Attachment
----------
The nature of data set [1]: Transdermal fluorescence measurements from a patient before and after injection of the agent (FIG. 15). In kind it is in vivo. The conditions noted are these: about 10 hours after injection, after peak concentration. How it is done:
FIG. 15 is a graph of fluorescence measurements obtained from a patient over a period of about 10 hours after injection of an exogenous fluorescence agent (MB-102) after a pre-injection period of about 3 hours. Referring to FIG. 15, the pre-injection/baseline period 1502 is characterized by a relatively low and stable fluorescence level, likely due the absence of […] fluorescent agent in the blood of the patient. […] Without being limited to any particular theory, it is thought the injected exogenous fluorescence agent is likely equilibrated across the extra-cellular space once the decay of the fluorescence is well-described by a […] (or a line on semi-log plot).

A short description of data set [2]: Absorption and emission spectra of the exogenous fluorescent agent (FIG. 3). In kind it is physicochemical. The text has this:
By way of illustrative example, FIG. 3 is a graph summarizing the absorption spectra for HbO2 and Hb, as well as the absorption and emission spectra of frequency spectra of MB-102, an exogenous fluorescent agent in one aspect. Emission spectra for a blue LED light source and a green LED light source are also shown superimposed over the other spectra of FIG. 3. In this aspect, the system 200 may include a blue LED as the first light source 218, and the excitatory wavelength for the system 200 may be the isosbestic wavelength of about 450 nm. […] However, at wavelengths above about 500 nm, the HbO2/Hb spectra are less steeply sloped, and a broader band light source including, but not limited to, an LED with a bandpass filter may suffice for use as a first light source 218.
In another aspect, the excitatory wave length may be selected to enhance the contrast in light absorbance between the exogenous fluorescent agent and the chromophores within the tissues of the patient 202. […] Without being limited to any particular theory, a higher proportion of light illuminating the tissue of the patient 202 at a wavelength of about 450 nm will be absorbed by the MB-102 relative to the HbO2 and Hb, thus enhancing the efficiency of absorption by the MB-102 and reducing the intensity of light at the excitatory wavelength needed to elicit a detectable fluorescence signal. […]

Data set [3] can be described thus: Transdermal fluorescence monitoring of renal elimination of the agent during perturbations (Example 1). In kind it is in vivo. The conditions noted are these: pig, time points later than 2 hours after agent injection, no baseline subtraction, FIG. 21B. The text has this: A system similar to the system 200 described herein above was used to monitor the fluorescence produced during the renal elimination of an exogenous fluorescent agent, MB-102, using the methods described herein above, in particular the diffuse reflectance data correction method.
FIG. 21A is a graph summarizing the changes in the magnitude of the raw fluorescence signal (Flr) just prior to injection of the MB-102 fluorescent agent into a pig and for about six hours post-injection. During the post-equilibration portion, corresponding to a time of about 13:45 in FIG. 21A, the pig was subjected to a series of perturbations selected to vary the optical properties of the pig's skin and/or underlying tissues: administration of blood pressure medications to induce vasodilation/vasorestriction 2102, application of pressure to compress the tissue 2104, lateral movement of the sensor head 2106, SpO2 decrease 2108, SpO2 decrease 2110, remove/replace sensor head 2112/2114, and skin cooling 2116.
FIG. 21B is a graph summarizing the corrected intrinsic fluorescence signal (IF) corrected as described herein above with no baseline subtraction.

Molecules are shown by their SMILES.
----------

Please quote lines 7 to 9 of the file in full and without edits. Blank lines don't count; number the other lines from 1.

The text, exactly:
FIG. 21A is a graph summarizing the changes in the magnitude of the raw fluorescence signal (Flr) just prior to injection of the MB-102 fluorescent agent into a pig and for about six hours post-injection. During the post-equilibration portion, corresponding to a time of about 13:45 in FIG. 21A, the pig was subjected to a series of perturbations selected to vary the optical properties of the pig's skin and/or underlying tissues: administration of blood pressure medications to induce vasodilation/vasorestriction 2102, application of pressure to compress the tissue 2104, lateral movement of the sensor head 2106, SpO2 decrease 2108, SpO2 decrease 2110, remove/replace sensor head 2112/2114, and skin cooling 2116.
FIG. 21B is a graph summarizing the corrected intrinsic fluorescence signal (IF) corrected as described herein above with no baseline subtraction.

Molecules are shown by their SMILES.